Publishers Weekly - Publisher's WeeklyAccording to Hynes ( The Auden Generation ), WW I engendered a sense of idealism betrayed, turned high-mindedness into cynicism and gave rise to resentment of politicians as the conviction emerged that the war was meaningless, fought for no good cause. Calling this cluster of attitudes the ``Myth of the War,'' Hynes shows how these received views, filtered through the '30s generation of Auden, Orwell, Waugh and Greene, became ``the truth about war.'' In this splendid study, the Princeton professor of literature draws on novels, poems, films, plays, paintings, music and diaries to show how WW I fostered radical discontinuity with the past, an upsurge in images of violence and cruelty, and the alienation of a ``lost generation''; and intensified pacificist and women's rights activism. Photos. (June)
Library JournalThis is an interesting, moving excursion in sociopolitical history. In some senses, Hynes (literature, Princeton), who has published widely on literary subjects (e.g., The Auden Generation: Literature and Politics in England in the 1930s , LJ 2/15/77), does for the Great War what Robert Graves and Alan Hodge do for the interwar period in The Long Week-End (1941). He does a better job of capturing the mood and changing nature of English culture, however, and that is saying a great deal. As this book makes manifest, World War I was a social watershed which saw England move from one way of life and values to another. Hynes makes especially good use of sources, drawing not only on standard texts and memoirs but delving into the revealing insights offered by films, music, art, etc. Essential reading for anyone who wants to understand the evolution of 20th-century British society.-- James A. Casada, Winthrop Coll., Rock Hill, S.C.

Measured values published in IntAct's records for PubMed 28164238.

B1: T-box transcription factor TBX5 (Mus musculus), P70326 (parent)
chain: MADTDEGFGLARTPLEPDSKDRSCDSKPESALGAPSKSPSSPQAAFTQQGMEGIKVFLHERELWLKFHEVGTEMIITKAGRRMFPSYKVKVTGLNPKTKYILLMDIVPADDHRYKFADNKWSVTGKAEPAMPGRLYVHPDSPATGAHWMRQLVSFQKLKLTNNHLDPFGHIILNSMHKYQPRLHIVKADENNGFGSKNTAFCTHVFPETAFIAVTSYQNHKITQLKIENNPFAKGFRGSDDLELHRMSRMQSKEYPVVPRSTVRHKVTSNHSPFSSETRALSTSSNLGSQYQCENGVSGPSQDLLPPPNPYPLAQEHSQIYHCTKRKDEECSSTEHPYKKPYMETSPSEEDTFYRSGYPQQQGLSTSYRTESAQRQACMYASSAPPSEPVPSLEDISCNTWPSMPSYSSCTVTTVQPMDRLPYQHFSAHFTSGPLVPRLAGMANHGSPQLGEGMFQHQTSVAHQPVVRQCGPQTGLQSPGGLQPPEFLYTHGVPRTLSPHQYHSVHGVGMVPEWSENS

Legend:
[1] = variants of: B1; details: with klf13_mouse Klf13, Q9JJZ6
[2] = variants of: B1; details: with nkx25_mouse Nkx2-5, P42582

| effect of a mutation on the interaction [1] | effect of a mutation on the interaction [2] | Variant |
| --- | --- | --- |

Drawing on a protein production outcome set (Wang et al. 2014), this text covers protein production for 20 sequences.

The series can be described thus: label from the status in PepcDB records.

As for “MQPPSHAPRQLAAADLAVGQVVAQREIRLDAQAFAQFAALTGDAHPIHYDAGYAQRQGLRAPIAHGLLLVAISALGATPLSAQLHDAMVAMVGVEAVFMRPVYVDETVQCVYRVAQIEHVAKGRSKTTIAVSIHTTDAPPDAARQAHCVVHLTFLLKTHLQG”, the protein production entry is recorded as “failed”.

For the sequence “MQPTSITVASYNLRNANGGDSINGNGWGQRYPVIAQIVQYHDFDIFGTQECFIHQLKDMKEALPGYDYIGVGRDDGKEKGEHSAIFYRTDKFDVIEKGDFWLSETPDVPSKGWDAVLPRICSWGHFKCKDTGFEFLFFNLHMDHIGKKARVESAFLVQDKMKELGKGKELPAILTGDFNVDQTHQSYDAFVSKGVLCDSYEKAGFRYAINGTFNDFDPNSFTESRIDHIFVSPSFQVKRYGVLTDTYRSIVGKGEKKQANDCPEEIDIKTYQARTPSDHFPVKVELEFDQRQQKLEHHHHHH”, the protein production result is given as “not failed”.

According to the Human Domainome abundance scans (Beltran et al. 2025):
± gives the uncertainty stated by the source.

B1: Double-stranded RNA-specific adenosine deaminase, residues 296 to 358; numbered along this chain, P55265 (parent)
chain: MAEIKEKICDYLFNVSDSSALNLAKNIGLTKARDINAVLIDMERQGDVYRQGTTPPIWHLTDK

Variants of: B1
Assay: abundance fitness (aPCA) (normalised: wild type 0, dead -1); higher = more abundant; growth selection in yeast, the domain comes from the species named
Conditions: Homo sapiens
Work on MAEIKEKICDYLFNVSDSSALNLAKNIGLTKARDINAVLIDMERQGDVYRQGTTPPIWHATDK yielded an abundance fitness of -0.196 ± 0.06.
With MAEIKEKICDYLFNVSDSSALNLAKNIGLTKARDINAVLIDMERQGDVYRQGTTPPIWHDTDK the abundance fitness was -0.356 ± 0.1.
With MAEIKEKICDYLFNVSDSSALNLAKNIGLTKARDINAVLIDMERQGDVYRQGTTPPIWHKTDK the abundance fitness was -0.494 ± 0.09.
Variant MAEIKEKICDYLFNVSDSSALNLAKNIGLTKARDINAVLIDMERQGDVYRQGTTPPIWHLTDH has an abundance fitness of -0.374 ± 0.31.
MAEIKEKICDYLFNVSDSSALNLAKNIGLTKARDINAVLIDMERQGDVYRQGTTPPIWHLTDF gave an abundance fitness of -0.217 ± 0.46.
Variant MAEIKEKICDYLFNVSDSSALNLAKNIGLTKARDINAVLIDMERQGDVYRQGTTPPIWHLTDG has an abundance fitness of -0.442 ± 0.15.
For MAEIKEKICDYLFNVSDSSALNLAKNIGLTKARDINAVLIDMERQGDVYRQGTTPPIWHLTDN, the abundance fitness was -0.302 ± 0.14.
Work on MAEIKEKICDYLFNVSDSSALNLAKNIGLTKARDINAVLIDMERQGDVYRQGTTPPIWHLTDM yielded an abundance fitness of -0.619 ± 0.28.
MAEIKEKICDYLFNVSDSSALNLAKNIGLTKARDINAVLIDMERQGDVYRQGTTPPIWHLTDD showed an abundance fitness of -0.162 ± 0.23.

BooknewsThis new volume joins two of Hynes' earlier works--The Edwardian turn of mind and The Auden generation--to complete a sweeping study of the relationship of literature and the arts to the events of English history in the first four decades of the 20th century. Annotation c. Book News, Inc., Portland, OR (booknews.com)
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